The Vermelhosa site

Tracing at Vermelhosa

TRACCE no. 5 – by M.S. Abreu, A. Arcà, A. Fossati, L. Jaffe

The Vermelhosa site and the “Etched in time” project.
The Vermelhosa site is situated in a small lateral little valley on the orographic left side of the Douro river, less than 1 km down from the Côa confluence in the Douro. Read more

From the Dam to the Park

As gravuras nao sabem nadar

TRACCE no. 5 – by M.S. Abreu, A. Arcà, A. Fossati, L. Jaffe

The Movement to save Côa Valley engraved rocks was started and led by Mila Simões De Abreu and Ludwig Jaffe, and internationally sustained by many Archaeological scholars, Institutions and Universities (Universidad de Alcalà de Henares, Institut of Archaeology London, Université de Poitiers, British Academy, Society for American Archaeology, University of Bristol, Australian Academy of the Humanities, University of New Mexico…). Read more

Côa Valley: the Discovery

The Mazouco horse

TRACCE no. 5 – by M.S. Abreu, A. Arcà, A. Fossati, L. Jaffe

The great importance of Côa Valley Rock Art reached the headlines of the Portuguese and international press in November 1994. Even now it is taking a big place in Portuguese research, where a distinct division has been defined between the so called A.C. (Antes do Côa – before the Côa) and D.C. (Depois do Côa – After the Côa) Archaeology. Read more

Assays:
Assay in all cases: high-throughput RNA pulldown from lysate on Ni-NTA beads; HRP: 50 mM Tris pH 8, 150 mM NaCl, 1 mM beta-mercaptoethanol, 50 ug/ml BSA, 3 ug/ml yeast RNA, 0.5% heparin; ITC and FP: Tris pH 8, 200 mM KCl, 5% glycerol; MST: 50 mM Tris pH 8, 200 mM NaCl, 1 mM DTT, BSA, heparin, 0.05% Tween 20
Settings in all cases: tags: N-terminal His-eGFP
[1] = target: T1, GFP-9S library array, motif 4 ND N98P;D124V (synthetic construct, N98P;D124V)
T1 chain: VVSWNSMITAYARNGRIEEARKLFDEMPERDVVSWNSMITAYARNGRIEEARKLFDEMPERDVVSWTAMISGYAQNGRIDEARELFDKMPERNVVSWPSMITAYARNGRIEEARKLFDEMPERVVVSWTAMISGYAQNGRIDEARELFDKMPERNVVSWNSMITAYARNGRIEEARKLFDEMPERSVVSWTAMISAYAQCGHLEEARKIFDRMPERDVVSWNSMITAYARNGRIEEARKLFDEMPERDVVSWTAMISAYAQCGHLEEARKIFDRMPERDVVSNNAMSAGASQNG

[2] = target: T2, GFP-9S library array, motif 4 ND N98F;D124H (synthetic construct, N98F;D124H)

De Foz Côa à l’ensemble du territoire Portugais

Palaeolithic figure

TRACCE no. 5 – by Luiz Oosterbeek

De Foz Côa à l’ensemble du territoire Portugais: pur un nouveau rapport du Patrimoine avec la Société
Les musées sont aperçus, souvent, come des lieux de mémoire. Cette vision, certainement valable, est pourtant restreinte. Read more

Sliding into enlightenment

Taranis figure

TRACCE no. 5 – by fieldwork participants

Sliding into enlightenment. New fieldwork and research into rock art at Paspardo – Val Camonica
The rocks of La Bosca. A set of surfaces that we would get to know intimately over the next few days. Our task is to discover, record, and catalogue the sometimes enigmatic engravings on these rocks. Read more

Petroglyph National Monument in New Mexico

Albuquerque petroglyph

TRACCE no. 5 – by Petroglyph Monument Protection Coalition

Petroglyph National Monument in New Mexico imperiled by Road Plans
National Monument comprises more than 7,200 acres along Albuquerque’s scenic West Mesa Escarpment and was established by Congress in 1990. Read more

Upside Down Kudu

Upside down kudu

TRACCE no. 5 – by Grant S. McCall

Upside Down Kudu. Away from Western Stereotypes
It has become painfully obvious on analysis of most texts concerning rock art that most scholarly interpretations are skewed dramatically by our western views of the world today. Read more

Rock art research, a science without a name

TRACCE no. 5 – by Thomas W. Wyrwoll

Rock art research, a science without a name
Rock art research is the science that carries out research in both rock engravings (“petroglyphs”) and rock paintings (“pictographs”). Read more